In the installation as described for the preferred embodiment of the invention, the tube stirrer element is mounted such that its drive mechanism and its rotary carriage are well above the cover 15 of the feeder bowl away from the extreme heat generated above the feeder bowl so as to avoid oxidation and corrosion of the metallic parts. For this reason, these upper parts need not be made of refractory type metals (platinum alloy) which save considerably in the cost of the installation. There is but a single rotary drive needed to operate the tube and the stirrers of the invention. This construction overcomes problems found in prior devices, e.g. the Turbex system, by (1) maintaining a concentric alignment of the tube and stirrers by their being a unitary element; (2) maintaining the same rotational speeds of both stirrers and tube to significantly reduce blisters in the glass; (3) bearing failures, metal corrosion of the mounting assembly and moving parts of the drive are minimized because the metallic parts are located well out of the extreme heat environment of the glass feeder, thereby virtually eliminating corrosion of these parts and contamination of the glass, maintenance is reduced, and failures in the mechanism are avoided.

Below the shoulder 59 of element 45 is hollow cylindrical tube segment 65 of the casting 45. The tube segment has a substantially uniform thickness annular wall. This segment functions as the feeder tube. The segment 65 is partially immersed i the molten glass and rotated. It is positioned 1-5 inches above the top bowl well 13 in operation. From bottom end 66 of the tube, the inside wall surface 67 is slightly tapered upwardly and outwardly from vertical. The exterior wall surface is vertical. The taper of the inner wall 67 is built into the design for ease of casting the refractory element. The interior wall surface 67 is smooth and uniform from lower end 66 to the opposite top end providing an interior open passageway 69 of circular section throughout the length of the tube stirrer element 45. The passage 69 is open to atmosphere and is a vent for heat. In the interior of upper segment 48 at a level just below lip 46, there is an annularly enlarged cavity 70. This cavity 70 is provided for lifting element 45 into place for installation or for removing it from service in glass feeder 10.

The described embodiment of the invention is useful in feeding molten glass to press molds forming television tube face plates. The optical quality of this glassware requires it to be free of blisters, cords, checks and seeds. Use in manufacture of other quality optical glass parts is contemplated which will be enhanced by using this invention. While the foregoing description of the invention is directed to the best mode contemplated by the applicant, it should be apparent that modifications may be resorted to without departing from the spirit and scope of the appended claims.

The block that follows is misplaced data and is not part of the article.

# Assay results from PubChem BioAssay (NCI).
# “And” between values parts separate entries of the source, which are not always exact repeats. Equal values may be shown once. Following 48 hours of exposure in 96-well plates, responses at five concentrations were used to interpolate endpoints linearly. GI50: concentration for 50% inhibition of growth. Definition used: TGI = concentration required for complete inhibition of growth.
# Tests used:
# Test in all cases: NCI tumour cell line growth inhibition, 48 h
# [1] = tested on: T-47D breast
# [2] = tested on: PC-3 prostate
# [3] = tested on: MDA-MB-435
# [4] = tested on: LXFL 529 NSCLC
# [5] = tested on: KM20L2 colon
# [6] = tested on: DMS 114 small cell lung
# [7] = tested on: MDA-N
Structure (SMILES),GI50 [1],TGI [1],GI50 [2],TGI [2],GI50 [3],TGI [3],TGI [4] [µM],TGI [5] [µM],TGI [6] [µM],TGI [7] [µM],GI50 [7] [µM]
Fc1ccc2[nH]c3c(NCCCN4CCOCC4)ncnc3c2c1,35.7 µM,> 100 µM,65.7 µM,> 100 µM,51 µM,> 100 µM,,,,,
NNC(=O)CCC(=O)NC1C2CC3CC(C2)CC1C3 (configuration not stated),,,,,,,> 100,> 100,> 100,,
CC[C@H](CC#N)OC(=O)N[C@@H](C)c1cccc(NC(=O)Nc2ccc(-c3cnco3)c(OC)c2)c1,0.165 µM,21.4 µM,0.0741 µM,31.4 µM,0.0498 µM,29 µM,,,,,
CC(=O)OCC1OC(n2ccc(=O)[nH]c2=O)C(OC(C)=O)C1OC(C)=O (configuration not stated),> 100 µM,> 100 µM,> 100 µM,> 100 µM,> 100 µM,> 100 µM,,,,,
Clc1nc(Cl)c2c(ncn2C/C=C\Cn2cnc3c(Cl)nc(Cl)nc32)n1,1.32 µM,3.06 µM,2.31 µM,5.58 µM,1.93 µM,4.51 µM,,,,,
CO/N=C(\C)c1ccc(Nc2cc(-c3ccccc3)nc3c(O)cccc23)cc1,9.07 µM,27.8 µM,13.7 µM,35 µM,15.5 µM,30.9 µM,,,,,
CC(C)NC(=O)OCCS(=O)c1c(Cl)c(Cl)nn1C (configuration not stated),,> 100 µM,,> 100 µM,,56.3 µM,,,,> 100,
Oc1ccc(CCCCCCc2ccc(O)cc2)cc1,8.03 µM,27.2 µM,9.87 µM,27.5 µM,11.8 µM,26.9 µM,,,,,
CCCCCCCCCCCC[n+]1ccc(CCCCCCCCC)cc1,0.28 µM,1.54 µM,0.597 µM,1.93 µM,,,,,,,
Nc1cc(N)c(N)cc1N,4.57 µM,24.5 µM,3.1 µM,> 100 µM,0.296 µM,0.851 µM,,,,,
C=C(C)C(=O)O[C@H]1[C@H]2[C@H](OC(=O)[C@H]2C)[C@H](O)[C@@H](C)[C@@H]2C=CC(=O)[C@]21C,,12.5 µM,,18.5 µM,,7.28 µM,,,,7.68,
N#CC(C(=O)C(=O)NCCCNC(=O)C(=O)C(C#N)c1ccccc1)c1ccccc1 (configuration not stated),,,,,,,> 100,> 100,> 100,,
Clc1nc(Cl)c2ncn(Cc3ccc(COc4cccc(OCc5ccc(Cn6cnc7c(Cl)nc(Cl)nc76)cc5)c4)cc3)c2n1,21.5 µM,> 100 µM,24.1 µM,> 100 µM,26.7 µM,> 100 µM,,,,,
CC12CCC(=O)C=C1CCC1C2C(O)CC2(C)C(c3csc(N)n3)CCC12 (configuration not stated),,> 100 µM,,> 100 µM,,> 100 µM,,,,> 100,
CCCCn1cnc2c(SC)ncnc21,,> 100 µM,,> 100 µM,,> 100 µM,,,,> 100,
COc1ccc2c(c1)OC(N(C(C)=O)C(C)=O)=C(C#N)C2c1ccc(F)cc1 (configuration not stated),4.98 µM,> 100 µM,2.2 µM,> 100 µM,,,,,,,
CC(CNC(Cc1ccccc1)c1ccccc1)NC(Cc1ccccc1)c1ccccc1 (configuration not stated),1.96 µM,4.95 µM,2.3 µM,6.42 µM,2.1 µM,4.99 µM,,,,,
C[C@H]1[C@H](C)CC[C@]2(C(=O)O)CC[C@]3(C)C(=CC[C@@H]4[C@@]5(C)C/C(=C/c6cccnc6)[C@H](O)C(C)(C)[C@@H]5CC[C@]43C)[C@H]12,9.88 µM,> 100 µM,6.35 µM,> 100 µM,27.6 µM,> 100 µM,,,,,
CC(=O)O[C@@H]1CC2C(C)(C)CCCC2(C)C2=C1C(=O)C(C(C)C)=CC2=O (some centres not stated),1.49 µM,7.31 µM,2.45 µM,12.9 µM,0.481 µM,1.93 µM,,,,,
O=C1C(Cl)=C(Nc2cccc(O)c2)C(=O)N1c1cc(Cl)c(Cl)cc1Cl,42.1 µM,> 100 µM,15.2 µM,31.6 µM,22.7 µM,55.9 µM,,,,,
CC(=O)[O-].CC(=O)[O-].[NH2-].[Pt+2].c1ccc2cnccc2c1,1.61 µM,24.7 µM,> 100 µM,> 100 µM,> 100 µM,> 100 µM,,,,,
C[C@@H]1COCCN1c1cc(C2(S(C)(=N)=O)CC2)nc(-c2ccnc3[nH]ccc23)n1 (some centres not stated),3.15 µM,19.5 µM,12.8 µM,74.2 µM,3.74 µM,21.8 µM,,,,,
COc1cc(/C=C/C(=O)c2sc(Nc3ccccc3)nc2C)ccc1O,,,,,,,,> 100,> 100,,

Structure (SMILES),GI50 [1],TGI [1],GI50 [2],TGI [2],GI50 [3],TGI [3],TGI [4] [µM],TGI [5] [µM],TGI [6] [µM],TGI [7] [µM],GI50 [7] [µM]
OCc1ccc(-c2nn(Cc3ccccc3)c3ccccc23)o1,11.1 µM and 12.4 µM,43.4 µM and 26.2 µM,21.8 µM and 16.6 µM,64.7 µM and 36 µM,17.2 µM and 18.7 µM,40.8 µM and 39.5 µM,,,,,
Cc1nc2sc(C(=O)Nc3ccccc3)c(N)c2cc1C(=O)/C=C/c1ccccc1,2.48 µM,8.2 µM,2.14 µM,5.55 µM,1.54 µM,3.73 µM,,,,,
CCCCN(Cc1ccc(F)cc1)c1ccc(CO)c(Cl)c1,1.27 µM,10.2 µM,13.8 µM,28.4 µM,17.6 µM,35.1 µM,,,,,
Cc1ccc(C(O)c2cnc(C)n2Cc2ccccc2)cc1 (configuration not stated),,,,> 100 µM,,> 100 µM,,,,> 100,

1. A tube stirrer element for use in a molten glass feeder comprising a hollow unit casting of ceramic material having

a lower hollow circular tubular segment for immersion in molten glass and rotatable therein about its longitudinal center axis,
a coaxial hollow upper segment having a radially larger outer surface than an outer surface of said lower segment,
said upper and lower segments defining an axial passageway,
said casting having a shoulder region between said lower segment and upper segment,
a recess formed in the outer surface of said upper segment above said shoulder region, and
a stirrer assembly comprising an elongated blade and means fastened to one end of the blade and supported in said recess of the casting for supporting the blade in an axially suspended position extending from below said shoulder region substantially parallel to the longitudinal axis of said lower segment and spaced radially from the outer surface of said lower segment.

2. The tube stirrer element of claim 1 in which the elongated blade of the stirrer assembly comprises an elongated, hollow blade having a parallelogram-shaped cross-section composed of refractory metal.

3. The tube stirrer element of claim 2 in which the refractory metal of said blade is a platinum-rhodium metal alloy.

4. The tube stirrer element of claim 3 wherein said means for supporting the blade comprises a platinum-rhodium metal alloy rod fastened to the one end of the blade and having a lower end disposed inside the hollow blade and an upper end extending axially above the one end of the blase, said shoulder region including an axially extending bore means through which the upper end of said rod extends into said recess, and fastening means for supporting the upper end of the rod in said recess to hold the rod in fixed axial position.